Three male specimens were collected from Tharparkar (24.87oN-70.24oE). The material was collected on moderate slopes or level in deep layers of loose and fine sand, with or without thin semi-desert vegetation or in places to which layers of this fine soil were deposited by wind. From the field, the collected material was transferred into polythene bags and brought to the laboratory where they were put in small glass jars containing 70% alcohol with a few drops of glycerin and then a label showing locality, date of collection and collector name was pasted on each jar. After a couple of weeks, fresh 70% alcohol was added in the glass jars and the old one was replaced in order to perverse the insects longer. The terminology regarding the different body regions adopted here was that of Khattar (1972).

 

Table I.- Comparative table showing the morphomertic characteristic of various genera of Schizodactyloidea.

Body parameters

Morphometry

S. minor (n=10)

S. monstrosus (n=10)

Schizocomicus genus nov. (n=03) ♂

Head length

3.93±0.37

3.9±0.1

6.36±0.55

7.76±0.66

7.16±0.28

Distance b/w two eyes

3.21±0.08

3.25±0.09

12.53±0.70

13.36±0.39

7.66±0.28

Length of pronotum

5.17±2.07

6.90±0.13

5.7±0.54

6.27±0.14

6.66±0.28

Hind femur

13.72±0.78

15.32±0.10

23.41±0.72

23.35±0.66

23.33±0.57

Hind tibia

10.35±0.06

11.50±0.16

18.71±0.54

18.15±0.59

20.33±0.57

Hind tarsus

2.65±0.63

3.40±0.06

14.87±0.95

13.45±0.99

9.16±0.28

Cerci

5.06±0.01

5.51±0.10

9.62±0.54

8.36±0.29

6.83±0.28

Total body length

25.12±0.36

29.31±0.68

41.61±2.01

43.54±3.23

40.66±3.54


 

Results

Key to the genera of Schizodactyloidea

1. Size small to large, slender and graceful very long hind-wing in fully alate forms are present and when at rest are coiled into tight spiral at right angles to substrate ............ 2

-- Size usually medium more gracile body, long, slender legs, male sub genital plate elongated and narrow and complete reduction of the wings .......................... Comicus

2. Body surface bright whitish or creamish yellow with dark brown or grayish patches dorsally and creamish green ventrally ..................................................... Schizodactylus

-- Body surface light yellow with black patches dorsally and brown ventrally .................. Schizocomicus genus nov.

Schizocomicus genus nov.

(Fig. 1)

Description of male holotype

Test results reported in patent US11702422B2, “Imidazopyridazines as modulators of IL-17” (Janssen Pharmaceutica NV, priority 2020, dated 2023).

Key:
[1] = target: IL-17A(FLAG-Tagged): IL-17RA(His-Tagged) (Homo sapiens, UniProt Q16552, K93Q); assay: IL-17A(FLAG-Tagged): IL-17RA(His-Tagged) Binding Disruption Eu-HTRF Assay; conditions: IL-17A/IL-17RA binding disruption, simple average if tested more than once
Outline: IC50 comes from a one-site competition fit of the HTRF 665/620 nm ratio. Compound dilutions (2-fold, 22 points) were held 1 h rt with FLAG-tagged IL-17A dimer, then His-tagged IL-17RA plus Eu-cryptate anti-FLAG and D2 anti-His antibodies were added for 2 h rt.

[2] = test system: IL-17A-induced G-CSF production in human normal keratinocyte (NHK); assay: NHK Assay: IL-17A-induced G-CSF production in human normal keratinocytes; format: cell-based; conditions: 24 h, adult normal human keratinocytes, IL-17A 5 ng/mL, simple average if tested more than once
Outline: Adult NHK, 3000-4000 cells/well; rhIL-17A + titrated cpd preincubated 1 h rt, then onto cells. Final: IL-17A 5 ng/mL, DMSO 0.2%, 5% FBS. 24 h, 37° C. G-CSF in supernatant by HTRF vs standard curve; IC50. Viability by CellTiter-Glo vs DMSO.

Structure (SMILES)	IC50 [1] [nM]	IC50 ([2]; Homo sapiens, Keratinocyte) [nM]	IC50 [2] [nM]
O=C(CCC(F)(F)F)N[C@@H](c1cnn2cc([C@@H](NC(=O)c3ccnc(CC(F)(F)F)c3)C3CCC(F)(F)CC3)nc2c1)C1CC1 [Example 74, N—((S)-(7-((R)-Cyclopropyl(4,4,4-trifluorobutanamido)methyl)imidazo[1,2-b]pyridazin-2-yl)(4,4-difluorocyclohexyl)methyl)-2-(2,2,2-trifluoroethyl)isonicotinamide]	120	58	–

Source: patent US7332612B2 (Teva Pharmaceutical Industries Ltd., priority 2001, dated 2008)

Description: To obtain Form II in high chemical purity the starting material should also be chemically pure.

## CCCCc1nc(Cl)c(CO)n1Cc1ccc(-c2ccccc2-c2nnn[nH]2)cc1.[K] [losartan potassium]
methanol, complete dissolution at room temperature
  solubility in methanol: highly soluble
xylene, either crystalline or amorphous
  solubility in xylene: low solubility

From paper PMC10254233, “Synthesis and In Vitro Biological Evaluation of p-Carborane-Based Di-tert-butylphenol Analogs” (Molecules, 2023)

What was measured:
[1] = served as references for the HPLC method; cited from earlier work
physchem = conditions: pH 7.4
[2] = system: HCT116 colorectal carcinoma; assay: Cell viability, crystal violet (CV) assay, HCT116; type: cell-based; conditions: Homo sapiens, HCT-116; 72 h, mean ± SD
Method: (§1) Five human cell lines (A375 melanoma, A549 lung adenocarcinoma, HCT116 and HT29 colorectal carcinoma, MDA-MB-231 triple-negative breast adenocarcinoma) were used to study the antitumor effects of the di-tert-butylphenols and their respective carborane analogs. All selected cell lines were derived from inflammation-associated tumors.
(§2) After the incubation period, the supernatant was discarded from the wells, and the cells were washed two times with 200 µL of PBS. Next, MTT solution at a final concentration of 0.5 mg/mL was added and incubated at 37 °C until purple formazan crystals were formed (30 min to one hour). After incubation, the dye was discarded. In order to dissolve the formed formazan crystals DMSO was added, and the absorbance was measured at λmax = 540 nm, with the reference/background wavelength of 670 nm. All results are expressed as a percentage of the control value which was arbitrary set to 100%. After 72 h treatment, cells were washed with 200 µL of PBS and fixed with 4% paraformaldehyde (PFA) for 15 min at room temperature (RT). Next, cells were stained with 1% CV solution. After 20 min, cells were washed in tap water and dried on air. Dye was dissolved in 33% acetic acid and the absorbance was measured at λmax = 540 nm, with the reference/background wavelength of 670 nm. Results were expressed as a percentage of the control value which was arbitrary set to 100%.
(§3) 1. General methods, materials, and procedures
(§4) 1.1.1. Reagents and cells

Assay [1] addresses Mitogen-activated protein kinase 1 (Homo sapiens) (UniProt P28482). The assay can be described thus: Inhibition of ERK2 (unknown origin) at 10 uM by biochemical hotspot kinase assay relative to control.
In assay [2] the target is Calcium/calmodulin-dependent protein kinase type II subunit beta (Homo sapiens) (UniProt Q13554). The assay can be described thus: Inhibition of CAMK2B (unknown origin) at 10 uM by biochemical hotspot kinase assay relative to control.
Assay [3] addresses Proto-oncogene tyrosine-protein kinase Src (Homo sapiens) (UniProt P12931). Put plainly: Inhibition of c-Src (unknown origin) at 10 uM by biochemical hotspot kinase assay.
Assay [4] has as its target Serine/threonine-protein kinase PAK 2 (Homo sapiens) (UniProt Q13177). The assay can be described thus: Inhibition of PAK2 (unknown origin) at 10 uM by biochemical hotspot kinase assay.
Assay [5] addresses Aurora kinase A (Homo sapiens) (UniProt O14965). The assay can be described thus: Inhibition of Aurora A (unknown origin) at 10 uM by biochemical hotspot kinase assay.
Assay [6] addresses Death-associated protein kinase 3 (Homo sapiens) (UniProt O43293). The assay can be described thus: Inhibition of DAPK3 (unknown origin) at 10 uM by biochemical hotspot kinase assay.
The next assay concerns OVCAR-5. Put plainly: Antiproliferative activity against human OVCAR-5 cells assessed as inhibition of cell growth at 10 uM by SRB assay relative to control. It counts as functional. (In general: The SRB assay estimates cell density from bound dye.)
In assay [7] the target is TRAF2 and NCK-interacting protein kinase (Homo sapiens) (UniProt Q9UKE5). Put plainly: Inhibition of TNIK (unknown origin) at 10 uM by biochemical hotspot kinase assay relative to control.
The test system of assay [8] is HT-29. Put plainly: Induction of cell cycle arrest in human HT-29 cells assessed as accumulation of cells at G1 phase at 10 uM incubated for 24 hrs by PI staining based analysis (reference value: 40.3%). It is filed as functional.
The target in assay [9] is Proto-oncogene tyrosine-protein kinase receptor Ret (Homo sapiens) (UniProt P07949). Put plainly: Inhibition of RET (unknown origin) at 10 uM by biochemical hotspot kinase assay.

Size large (40.66±3.54 mm large) robust with unusual appearance of brown dots the antennae filiform , long (each about 8.3 cm). The scape is light yellow with a brown dots on its inner side; the rest of antennae are light brown. Head large, frons long ovoid, vertex steeply sloping between compound eyes; fastigial vertices small, deeply furrowed lying between dorsal margins of internal scrobac elevated. The large diamond shaped labrum covers the mandibles in front. Mandibles long, its lateral margins sinuate convex near base concave in middle and convex again are apical half apex sub-acute black pronotum. Fore femur with 5-6 min spinules on ventro- internal margins mid femur from with 7-8 spinules is ventro external margins and hind femur with 15-16 min spinules on both ventral margins, knee lobes of all legs obtuse. Fore tibia with 4 long ventro external and 4 long ventro internal spines and with 2 apical spurs at each side, the internal spurs the longer than the external ones, the internal spur the longest one. Mid tibia with 4long thin dorso internal spines and 1 shorter dorso external spine just above the apical spurs; 2 apical spurs at each side, the internal spur being the longest one. Hind tibia with dorso external and 4 dorso long thick internal spines, with 3 apical spurs at each side, the internal spurs longer than the external ones distally widened Ventro apical margin of hind tibia with 4 short spines just below apical spurs and with 1 longer spine at internal angle tibia surround by numerous thin hairs. Tarsi of all legs with 4 segment and a pair of apical claws, 2nd and 3rd segment very short and provided each with a pair of large plantulae; first segment of hind tarsus with a pair of large, compressed, triangular lateral projection deeply furrowed lying between dorsal margins of internal scrobac elevated. Last abdominal tergite with broad and short median projection divided by profound median longitudinal furrow the upper surface of this projection covered by rather dense small spinulae. Sub-genital plate simple, elongated with conical broad lateral margins parallel in basal half convergent in apical half. Cerci elongated broad in apical area, with slight conical base.